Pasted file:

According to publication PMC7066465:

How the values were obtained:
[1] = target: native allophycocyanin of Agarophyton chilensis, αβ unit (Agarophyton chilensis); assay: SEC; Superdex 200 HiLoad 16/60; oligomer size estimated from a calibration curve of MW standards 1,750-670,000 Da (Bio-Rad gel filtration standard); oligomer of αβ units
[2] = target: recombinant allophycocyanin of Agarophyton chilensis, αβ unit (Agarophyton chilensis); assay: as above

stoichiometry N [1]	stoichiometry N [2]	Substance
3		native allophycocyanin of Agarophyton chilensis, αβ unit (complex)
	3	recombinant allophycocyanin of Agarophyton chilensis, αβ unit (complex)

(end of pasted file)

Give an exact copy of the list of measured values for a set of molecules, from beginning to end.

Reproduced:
According to publication PMC7066465:

How the values were obtained:
[1] = target: native allophycocyanin of Agarophyton chilensis, αβ unit (Agarophyton chilensis); assay: SEC; Superdex 200 HiLoad 16/60; oligomer size estimated from a calibration curve of MW standards 1,750-670,000 Da (Bio-Rad gel filtration standard); oligomer of αβ units
[2] = target: recombinant allophycocyanin of Agarophyton chilensis, αβ unit (Agarophyton chilensis); assay: as above

stoichiometry N [1]	stoichiometry N [2]	Substance
3		native allophycocyanin of Agarophyton chilensis, αβ unit (complex)
	3	recombinant allophycocyanin of Agarophyton chilensis, αβ unit (complex)